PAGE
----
The Washington Capitals' long-suffering power play appears finally to have righted itself. The Capitals scored on their man advantage last night, giving them at least one power-play goal in eight of their past 11 games. Their special teams unit has jumped from 28th in the NHL in power-play efficiency to 13th.
The most significant adjustment has come on the point, where Sergei Gonchar and Peter Bondra have received more passes and done a fine job of sending pucks to the net. Coach Bruce Cassidy has also evened the playing time between his top two units and altered his personnel, although Gonchar and Bondra often remain on the ice for all two minutes of a power play.
"About three weeks ago we decided we were going to have two units," Cassidy said. "And to our credit, it's not always easy taking some of your better players off the ice and you open yourself up for some second-guessing, but it's worked so far. It's allowed Gonchar and Peter to shoot more, Gonch more than anybody. He doesn't have to worry about getting it to a certain side of the ice; all he has to worry about is getting it to their goalie."
Washington's power play was often focused on the right side of the ice before, where Jaromir Jagr is stationed, but they are drawing more attention to the point now, which should eventually open up ice for Jagr and the forwards around the net.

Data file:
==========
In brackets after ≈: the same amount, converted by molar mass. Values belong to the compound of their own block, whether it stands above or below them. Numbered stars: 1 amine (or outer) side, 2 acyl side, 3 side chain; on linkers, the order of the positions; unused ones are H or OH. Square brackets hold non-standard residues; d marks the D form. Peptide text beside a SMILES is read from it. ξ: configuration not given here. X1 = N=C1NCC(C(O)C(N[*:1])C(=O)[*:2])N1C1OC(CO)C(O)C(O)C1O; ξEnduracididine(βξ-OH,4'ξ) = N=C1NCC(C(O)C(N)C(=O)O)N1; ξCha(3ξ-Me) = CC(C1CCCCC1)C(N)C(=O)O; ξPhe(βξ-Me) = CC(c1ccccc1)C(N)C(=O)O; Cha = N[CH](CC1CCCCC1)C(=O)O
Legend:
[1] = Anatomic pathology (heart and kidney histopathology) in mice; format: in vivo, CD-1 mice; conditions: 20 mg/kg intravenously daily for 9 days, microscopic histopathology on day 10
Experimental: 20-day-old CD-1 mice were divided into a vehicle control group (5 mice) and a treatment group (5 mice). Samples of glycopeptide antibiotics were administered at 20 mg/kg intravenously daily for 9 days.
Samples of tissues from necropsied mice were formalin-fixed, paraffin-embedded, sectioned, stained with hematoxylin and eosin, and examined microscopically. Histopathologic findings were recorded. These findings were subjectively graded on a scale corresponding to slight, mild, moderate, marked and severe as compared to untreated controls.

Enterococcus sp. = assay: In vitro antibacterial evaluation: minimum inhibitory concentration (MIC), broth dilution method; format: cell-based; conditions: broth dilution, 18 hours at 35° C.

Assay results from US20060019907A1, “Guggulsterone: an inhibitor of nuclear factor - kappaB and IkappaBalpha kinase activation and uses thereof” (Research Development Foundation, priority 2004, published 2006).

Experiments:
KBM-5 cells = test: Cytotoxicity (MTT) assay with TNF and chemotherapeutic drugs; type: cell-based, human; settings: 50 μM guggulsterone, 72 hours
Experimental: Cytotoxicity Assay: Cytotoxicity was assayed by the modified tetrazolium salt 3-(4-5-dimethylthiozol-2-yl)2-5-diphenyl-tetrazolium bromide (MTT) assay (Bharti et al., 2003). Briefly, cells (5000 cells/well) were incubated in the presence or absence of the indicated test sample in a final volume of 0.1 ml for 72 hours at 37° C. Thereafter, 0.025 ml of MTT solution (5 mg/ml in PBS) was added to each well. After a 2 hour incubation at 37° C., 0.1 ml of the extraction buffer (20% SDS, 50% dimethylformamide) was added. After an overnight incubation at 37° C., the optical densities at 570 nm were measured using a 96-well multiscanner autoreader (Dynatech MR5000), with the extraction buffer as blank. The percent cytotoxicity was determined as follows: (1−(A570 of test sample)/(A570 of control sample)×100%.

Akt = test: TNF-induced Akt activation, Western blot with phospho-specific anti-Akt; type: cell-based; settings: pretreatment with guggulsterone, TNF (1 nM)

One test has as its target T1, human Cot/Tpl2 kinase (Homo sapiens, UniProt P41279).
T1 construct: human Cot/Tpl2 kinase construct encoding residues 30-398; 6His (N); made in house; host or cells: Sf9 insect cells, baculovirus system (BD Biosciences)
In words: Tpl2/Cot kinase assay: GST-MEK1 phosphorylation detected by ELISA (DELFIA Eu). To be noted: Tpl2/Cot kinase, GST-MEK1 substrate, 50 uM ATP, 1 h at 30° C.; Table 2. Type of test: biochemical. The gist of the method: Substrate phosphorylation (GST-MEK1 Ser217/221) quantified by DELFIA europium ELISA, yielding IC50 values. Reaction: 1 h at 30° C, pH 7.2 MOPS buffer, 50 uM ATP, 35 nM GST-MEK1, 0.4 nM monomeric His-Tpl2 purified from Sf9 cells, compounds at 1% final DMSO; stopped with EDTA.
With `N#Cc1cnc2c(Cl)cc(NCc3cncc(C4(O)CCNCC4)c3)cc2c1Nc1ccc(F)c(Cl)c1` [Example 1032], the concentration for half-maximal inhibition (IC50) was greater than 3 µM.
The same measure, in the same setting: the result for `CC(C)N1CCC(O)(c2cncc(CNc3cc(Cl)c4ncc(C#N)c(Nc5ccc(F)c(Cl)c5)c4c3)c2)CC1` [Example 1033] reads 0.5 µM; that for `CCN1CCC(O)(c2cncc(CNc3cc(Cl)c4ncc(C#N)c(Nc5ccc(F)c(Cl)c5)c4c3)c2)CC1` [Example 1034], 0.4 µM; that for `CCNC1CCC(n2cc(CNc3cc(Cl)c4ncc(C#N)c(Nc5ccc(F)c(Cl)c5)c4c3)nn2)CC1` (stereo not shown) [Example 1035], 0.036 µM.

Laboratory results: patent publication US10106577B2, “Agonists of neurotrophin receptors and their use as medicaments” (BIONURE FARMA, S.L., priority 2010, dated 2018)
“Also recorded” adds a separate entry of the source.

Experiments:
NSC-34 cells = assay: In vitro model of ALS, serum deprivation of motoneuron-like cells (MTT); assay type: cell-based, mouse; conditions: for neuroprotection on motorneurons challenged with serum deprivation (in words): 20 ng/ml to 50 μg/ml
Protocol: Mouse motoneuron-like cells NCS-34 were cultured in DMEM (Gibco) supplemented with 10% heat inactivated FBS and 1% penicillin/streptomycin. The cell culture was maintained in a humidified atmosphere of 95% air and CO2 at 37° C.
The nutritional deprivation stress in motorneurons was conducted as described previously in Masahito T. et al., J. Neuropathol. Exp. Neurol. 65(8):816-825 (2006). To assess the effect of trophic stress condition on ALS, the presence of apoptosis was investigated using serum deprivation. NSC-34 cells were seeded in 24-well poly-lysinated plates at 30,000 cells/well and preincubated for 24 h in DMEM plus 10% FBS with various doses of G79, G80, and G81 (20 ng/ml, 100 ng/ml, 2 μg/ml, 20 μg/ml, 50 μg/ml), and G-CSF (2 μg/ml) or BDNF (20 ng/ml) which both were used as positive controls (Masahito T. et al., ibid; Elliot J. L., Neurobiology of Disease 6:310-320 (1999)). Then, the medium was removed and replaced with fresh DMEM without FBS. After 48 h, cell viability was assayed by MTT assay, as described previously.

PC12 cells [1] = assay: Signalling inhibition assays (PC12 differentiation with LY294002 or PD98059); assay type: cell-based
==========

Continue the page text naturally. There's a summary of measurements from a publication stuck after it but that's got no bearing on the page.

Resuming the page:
Fourth-line winger Alex Henry, a converted defenseman, has quietly found his niche on the team, winning the enforcer job that previously belonged to Stephen Peat. Henry, acquired on waivers from Edmonton in October, continues to play hard, take on all comers and use his size to pound opponents. Peat, meantime, is back in Portland, Maine, for grooming in the minors after injuries limited his playing time over the last two seasons, which were split between Washington and Portland.
"It's turned out to be a nice situation," General Manager George McPhee said. "Peaty is getting anywhere between 10 and 15 minutes a game [in Portland] and the best thing we can do for Stephen Peat is to let him play, and if we need him here we'll get him here. But Alex has done a nice job and he is a little better overall player right now, and we'll never have a shortage of toughness here." . . .
The Capitals scratched defenseman Rick Berry and forward Andreas Salomonsson last night. . . . Carolina, already starved for goals, could lose leading scorer Rod Brind'Amour for the season pending the results of medical tests on his injured hand.